Paul Greenberg

I was surprised - no, astonished - to wake up Monday morning and find that Hugo Chavez, the Venezuelan strongman, isn't all that strong.

This aspiring Fidel couldn't even manage to steal an election. In an impressive display of spunk, a majority of voters in his oil-rich domain turned down the aspiring dictator's bid to junk the last remnants of Venezuelan democracy. All 69 of his proposed changes to what's left of Venezuela's tattered constitution were rejected at the polls. ¡Viva Venezuela! What next, Cuba Libre?

The vote was close - 51 to 49 percent - but the impact of the election was far greater than the numbers might indicate. To quote the AP dispatch out of Caracas, it was "a stinging defeat" for the wannabe tyrant. What a disgrace: Who ever heard of a dictator who couldn't rig a plebiscite? It's astounding, the resilience of democratic hopes in a country that was supposed to be well on its way to becoming the next gulag.

Latin American caudillos just ain't what they used to be. Not when Venezuelans refuse to be intimidated by all Comrade Chavez's threats, tirades and general bluster. For example: "Anyone who votes No is voting for George W. Bush. Our true enemy is the U.S. empire, and on Sunday, December 2, we're going to give another knockout to Bush."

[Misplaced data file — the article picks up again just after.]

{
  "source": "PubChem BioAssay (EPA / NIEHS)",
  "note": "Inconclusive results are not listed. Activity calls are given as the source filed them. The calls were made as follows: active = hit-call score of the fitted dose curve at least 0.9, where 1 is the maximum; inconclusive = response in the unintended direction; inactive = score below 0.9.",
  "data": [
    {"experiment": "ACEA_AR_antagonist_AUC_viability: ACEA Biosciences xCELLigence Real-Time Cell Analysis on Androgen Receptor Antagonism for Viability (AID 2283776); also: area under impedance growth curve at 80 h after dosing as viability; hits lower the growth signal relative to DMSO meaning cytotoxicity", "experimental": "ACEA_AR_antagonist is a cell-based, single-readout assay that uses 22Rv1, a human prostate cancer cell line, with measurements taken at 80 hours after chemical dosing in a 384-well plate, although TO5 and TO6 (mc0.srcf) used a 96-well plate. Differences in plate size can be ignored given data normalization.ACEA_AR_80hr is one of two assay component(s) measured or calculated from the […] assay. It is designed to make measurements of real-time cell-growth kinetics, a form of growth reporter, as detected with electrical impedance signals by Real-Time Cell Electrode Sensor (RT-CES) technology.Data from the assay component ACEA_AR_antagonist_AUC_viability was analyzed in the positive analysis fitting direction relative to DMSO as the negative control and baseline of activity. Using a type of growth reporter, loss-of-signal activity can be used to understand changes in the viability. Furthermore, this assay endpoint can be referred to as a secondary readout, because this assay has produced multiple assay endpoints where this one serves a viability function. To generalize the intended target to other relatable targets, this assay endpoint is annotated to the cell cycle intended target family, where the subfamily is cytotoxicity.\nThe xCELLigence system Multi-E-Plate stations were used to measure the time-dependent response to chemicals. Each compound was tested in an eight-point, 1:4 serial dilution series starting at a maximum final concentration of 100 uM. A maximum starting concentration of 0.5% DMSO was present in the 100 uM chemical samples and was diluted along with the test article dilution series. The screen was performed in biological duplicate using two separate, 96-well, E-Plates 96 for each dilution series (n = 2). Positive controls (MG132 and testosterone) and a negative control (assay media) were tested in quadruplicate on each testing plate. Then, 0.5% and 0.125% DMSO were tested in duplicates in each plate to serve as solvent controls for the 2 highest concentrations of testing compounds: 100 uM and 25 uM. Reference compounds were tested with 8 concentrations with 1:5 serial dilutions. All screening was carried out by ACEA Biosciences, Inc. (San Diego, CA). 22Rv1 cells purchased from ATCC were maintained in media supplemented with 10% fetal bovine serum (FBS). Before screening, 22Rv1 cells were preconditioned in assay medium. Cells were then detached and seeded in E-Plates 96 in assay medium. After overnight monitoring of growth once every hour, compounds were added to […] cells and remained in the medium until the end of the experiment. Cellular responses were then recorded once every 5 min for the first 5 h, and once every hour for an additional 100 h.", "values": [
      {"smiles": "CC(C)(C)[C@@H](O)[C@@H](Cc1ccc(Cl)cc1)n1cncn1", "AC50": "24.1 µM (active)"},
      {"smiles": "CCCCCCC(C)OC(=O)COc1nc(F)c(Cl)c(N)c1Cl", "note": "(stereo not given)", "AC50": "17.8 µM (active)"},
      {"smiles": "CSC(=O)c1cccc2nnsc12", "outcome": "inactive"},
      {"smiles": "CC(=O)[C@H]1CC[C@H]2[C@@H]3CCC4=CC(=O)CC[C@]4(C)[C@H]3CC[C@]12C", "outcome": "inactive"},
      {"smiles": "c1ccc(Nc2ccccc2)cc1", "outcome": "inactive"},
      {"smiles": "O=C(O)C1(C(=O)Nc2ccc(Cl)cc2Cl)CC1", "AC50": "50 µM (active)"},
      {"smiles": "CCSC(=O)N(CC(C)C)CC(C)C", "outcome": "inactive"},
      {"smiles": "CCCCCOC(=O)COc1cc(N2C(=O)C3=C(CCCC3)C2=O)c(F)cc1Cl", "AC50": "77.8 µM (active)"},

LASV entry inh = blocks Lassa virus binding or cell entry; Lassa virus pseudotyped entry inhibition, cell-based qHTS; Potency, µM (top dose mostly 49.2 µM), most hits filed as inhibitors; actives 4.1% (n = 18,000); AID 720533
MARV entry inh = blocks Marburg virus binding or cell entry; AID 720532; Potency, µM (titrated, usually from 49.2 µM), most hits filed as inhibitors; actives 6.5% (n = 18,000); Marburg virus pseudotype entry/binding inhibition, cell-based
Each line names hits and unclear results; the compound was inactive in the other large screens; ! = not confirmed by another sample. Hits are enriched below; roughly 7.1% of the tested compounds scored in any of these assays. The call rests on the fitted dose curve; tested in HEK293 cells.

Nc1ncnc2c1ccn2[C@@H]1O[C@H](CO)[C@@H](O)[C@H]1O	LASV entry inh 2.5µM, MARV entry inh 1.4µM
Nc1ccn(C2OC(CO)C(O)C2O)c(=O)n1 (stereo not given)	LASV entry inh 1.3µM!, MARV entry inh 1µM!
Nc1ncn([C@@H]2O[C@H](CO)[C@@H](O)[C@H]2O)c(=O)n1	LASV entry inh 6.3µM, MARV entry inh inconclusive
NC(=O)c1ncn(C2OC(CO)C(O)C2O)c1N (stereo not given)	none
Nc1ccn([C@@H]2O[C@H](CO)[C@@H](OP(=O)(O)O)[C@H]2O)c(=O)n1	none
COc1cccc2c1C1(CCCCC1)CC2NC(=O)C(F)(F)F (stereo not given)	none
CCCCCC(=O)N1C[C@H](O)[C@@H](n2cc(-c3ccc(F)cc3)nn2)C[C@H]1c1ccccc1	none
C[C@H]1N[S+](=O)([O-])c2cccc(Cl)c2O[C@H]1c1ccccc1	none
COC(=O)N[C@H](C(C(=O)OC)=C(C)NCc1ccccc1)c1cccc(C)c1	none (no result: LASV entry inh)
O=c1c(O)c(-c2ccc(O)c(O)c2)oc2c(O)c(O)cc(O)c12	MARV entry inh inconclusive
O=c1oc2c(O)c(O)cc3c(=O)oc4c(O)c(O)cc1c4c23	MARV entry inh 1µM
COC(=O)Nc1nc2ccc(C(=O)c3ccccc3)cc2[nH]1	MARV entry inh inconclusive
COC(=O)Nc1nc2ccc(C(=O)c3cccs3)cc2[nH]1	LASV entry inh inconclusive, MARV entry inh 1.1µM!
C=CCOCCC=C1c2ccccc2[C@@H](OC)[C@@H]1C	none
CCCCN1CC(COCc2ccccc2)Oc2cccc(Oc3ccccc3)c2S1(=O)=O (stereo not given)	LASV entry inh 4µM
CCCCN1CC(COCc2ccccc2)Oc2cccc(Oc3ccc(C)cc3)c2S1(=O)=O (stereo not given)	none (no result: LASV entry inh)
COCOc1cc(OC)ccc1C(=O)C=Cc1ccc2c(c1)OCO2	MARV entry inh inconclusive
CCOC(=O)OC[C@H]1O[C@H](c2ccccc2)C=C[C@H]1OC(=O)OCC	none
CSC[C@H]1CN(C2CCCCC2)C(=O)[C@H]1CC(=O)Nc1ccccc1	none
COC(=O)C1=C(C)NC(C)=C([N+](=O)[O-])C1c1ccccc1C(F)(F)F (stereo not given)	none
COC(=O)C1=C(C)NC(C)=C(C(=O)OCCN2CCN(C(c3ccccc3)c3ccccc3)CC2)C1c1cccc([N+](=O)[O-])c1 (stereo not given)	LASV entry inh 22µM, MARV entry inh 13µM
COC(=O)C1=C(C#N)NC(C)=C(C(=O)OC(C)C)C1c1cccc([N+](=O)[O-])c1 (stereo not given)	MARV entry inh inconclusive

But the morning after the election, it wasn't the American president who'd been knocked out. Instead, democracy had won a split decision. Freedom may still be on the ropes in Venezuela but it's clearly capable of fighting back. Even against xenophobic appeals, pie-in-the-sky promises and government spies on every block. Despite holding all the levers of power, Hugo Chavez and his gulagoisie had been turned back at the ballot box.

The reach of Comrade Chavez's dictatorial ambition extended all the way down to local government. Under his plan, "communal councils" would no longer have been elected but appointed by the central government, i.e., Hugo Chavez. Why, sure. No sense trusting the people in these delicate matters; they might elect the wrong people. This particular change was billed as "participatory democracy," and it doesn't take much imagination to know who would be the chief participant: the selfsame Hugo Chavez.


Paul Greenberg

Pulitzer Prize-winning Paul Greenberg, one of the most respected and honored commentators in America, is the editorial page editor of the Arkansas Democrat-Gazette.